needed to change her wishes back to burial in Massachusetts would be if she had changed them
to something else earlier. In not crediting Leach and Smith’s expert opinion that the initials and
signature on the Absolute Assignment are a forgery, the court notes that their opinion is based on
their subjective judgment and is at least somewhat internally inconsistent, premised as it is on
their determination that the questioned signature is both too different (i.e., too many fundamental
differences in comparison with the known samples) and too similar (i.e., a poor simulation or
copy of the known signature on the 2009 POA) to be genuine. The court also notes that their
conclusion conflicts with Catelotti’s observation that the signature on the 2011 Absolute
Assignment was similar to other signatures that he had on file for Wright, and Hunter’s
conclusion that the signature was that of her mother after initially suspecting that it was not.
CONCLUSIONS OF LAW
In interpleader, the plaintiff ordinarily is a mere stakeholder who
solicits the assistance of the court in order to avoid potentially
inconsistent liabilities.” See 4 James Wm. Moore et al., MOORE’S
FEDERAL PRACTICE § 22.02 (3d ed. 2006)). The stakeholderplaintiff names as defendants those who are potential claimants to the
stake. See id. Typically, the defendants are not antagonistic to the
plaintiff but, rather, are pitted against one another. …. [I]n an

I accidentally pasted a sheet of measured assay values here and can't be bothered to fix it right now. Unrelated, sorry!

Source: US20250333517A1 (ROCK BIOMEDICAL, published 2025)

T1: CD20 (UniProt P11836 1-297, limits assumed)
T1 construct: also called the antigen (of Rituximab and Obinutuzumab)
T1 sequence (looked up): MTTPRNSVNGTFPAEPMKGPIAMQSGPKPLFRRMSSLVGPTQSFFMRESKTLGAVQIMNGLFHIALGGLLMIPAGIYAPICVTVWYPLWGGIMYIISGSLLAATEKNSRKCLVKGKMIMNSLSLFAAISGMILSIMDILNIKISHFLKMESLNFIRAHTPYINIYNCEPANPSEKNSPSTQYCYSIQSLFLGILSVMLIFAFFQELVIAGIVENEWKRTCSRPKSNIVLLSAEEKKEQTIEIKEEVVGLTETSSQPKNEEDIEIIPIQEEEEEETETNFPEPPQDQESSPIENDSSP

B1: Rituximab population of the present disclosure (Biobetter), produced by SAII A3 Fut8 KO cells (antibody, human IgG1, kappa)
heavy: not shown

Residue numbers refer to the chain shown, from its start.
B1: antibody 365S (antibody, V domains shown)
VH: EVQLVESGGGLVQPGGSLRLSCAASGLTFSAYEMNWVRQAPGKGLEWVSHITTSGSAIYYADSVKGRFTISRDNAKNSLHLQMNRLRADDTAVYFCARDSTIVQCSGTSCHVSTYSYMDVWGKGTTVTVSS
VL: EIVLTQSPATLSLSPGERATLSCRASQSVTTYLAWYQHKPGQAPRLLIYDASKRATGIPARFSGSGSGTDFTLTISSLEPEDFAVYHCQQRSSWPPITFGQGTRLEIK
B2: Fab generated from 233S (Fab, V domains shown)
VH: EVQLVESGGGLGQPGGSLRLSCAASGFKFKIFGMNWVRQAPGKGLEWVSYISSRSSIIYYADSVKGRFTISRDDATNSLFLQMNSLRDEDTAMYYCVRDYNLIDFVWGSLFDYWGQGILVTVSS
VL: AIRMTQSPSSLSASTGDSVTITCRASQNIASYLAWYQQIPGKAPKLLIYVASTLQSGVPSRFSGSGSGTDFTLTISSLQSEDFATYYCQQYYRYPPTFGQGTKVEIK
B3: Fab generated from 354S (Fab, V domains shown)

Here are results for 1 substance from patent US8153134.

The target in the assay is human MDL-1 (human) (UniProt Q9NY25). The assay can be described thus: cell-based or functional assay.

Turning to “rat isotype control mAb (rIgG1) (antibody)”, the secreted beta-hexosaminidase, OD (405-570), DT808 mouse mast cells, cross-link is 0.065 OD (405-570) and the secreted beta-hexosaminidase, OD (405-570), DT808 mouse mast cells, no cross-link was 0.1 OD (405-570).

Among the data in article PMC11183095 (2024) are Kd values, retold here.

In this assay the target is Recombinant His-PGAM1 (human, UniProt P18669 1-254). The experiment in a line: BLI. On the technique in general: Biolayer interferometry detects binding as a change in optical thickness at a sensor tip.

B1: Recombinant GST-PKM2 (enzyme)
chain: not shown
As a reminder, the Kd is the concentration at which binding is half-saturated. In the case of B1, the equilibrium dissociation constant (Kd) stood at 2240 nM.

interpleader action in which the stakeholder does not assert a claim to
the stake, the stakeholder should be dismissed immediately following
its deposit of the stake into the registry of the court. See, e.g., Comm’l
Union Ins. Co. v. United States, 999 F.2d 581, 583 (D.C. Cir. 1993).
Hudson Savs. Bank v. Austin, 479 F.3d 102, 107 (1st Cir. 2007). Once the interpleader plaintiff
is dismissed, as MetLife has been in this case, what remains to be resolved are the respective
rights of the claimants to the stake. While the claimants nominally are defendants, the action
becomes a de facto suit between them. Id. at 107-08 (citing United States v. Palmer, 956 F.2d 3,
7 (1st Cir. 1992)). They are “at once [both] plaintiffs and defendants, [each] seeking a share of
the [stake] disputed by the other.” Hudson Savs. Bank, 479 F.3d at 108 (first alteration in
original) (quoting Palmer, 956 F.2d at 7).
In the usual case, “each claimant has the burden of establishing the right to the fund or
property by a preponderance of the evidence.” 7 Charles Alan Wright, Arthur R. Miller & Mary
Kay Kane, FEDERAL PRACTICE AND PROCEDURE § 1714, at 629 & n.21 (3d ed. 2001). But, in